(Communicated by the Israel Ministry of Tourism)
14 large clay jugs containing seeds of 3,400 year old burnt wheat have recently been uncovered in a storage room at Tel Hazor in the Upper Galilee during excavations being conducted under the auspices of the Hebrew University of Jerusalem and the Israel Nature and Parks Authority.
Photo: Sharon Zukerman
Tel Hazor, a national park, has long been recognized as one of the country's most important archaeological sites. From the 18th to the 9th centuries BCE, it was the largest fortified city in the country and had commercial ties with both Babylon and Syria. The Book of Joshua describes Hazor as the “head” of several kingdoms that united to fight the Israelites. In 2005, Tel Hazor was designated a UNESCO World Heritage Site.
In recent years, the archaeological digs at Tel Hazor revealed a monumental structure, which scholars believe to be the royal castle of Hazor, dating back to the Canaanite Period (third to second millennium BCE. According to Professor Amnon Ben-Tur of the Hebrew University, who has been in charge of the Hazor excavations since 1990, the jugs were destroyed around the 13th century BCE, a period which coincided with the biblical account of Joshua’s capture of Hazor. According to Chapter 11 in the Book of Joshua, Hazor was the only city in the Land of Israel that was destroyed by fire during the conquest.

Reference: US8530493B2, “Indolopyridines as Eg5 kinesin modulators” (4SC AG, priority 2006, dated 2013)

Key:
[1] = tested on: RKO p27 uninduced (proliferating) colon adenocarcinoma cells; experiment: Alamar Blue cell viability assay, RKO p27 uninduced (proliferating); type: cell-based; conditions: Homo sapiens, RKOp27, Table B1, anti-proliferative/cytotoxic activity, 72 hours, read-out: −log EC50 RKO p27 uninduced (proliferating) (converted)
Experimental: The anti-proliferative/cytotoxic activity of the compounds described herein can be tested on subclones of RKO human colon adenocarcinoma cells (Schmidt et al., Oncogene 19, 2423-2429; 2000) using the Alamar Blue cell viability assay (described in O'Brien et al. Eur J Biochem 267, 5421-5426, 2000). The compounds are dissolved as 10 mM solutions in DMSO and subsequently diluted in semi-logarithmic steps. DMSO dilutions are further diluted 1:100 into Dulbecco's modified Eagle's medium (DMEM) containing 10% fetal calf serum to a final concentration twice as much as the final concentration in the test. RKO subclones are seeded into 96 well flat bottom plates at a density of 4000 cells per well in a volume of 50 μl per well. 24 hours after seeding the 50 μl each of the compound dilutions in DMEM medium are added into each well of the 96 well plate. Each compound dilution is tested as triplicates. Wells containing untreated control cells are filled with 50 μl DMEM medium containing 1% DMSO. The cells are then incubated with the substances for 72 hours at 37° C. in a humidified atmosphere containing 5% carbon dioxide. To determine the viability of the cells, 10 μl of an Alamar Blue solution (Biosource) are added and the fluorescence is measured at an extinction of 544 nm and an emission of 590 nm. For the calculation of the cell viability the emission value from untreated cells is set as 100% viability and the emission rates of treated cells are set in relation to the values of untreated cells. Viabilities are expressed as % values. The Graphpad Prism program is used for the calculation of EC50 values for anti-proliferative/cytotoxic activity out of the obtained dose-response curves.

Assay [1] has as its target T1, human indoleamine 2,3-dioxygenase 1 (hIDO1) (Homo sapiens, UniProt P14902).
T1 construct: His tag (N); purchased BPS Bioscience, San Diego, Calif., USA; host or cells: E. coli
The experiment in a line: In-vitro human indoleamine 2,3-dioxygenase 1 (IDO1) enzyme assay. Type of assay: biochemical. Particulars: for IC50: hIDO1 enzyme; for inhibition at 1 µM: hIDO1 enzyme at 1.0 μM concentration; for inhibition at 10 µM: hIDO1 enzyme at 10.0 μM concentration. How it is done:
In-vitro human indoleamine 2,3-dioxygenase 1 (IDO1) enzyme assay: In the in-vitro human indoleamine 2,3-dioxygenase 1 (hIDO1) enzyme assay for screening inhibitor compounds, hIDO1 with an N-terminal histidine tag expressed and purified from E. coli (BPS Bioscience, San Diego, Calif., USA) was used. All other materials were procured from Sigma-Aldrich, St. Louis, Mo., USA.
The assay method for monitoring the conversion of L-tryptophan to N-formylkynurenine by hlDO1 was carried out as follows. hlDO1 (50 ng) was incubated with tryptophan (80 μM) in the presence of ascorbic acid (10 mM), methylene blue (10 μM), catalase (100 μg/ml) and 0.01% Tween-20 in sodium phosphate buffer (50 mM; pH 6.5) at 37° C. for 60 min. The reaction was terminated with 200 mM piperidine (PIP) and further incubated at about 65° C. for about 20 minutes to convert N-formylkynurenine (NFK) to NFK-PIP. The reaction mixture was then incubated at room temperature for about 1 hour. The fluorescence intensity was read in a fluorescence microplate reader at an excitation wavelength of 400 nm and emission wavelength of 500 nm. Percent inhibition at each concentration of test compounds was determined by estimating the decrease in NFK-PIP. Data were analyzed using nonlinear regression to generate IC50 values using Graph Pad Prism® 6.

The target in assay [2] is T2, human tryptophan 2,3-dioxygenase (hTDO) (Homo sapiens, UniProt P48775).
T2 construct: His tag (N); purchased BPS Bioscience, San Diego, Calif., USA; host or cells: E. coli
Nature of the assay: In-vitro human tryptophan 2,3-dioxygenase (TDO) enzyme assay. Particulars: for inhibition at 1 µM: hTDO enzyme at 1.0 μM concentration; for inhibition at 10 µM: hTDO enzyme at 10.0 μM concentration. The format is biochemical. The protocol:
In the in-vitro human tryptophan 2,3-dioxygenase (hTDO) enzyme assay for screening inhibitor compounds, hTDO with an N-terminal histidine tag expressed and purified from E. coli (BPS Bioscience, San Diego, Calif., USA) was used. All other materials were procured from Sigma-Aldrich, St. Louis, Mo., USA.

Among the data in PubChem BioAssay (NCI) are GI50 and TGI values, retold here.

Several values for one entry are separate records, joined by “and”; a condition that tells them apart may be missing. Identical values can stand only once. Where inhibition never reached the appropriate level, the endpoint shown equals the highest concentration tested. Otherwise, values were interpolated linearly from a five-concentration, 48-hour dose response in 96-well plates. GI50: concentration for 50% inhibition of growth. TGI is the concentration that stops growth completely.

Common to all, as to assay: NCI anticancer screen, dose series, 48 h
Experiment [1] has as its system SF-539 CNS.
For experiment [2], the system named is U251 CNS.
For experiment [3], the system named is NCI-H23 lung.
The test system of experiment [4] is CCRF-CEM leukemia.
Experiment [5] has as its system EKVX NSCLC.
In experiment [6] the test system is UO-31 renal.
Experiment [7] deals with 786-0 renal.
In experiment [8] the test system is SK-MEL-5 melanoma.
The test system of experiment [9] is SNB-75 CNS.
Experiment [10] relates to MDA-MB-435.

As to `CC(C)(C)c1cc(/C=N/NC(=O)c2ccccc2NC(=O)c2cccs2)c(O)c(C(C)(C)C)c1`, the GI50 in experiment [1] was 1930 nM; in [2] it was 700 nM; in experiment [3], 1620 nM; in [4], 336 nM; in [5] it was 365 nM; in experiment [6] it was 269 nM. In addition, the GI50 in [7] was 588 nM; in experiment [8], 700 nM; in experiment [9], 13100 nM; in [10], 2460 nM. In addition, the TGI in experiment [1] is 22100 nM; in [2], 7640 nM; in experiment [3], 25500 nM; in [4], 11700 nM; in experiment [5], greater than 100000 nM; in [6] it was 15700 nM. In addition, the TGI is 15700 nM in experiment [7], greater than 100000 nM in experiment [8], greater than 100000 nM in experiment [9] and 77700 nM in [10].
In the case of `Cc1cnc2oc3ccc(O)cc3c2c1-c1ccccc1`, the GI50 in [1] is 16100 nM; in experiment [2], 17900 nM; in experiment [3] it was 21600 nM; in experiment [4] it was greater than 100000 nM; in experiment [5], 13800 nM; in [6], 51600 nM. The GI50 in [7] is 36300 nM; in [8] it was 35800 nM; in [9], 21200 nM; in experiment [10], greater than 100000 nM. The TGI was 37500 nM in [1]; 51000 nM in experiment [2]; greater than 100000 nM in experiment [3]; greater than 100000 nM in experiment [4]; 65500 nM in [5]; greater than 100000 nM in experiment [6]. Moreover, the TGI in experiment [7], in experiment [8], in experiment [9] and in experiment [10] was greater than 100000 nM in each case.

Panoramic view of Tel Hazor (Photo: Sharon Zukerman)
Scholars are at odds as to when Hazor was destroyed and by whom. While the most widely accepted school of thought accepts the theory that Hazor was destroyed by the Israelites in or around the 13th century BCE, there are many scholars who hold that Hazor was destroyed by either the Egyptians, the Sea Peoples, or nomadic tribes that wandered the region at the time.
According to Ben-Tur, however, Hazor was not included in any of the lists of Israelite cities destroyed by the Pharaohs and the Sea Peoples - who traditionally stayed close to the coastline - would not have conquered a city as far inland as Hazor. Ben-Tur contends that this recent discovery at Hazor “sheds even more light on Israelite history.”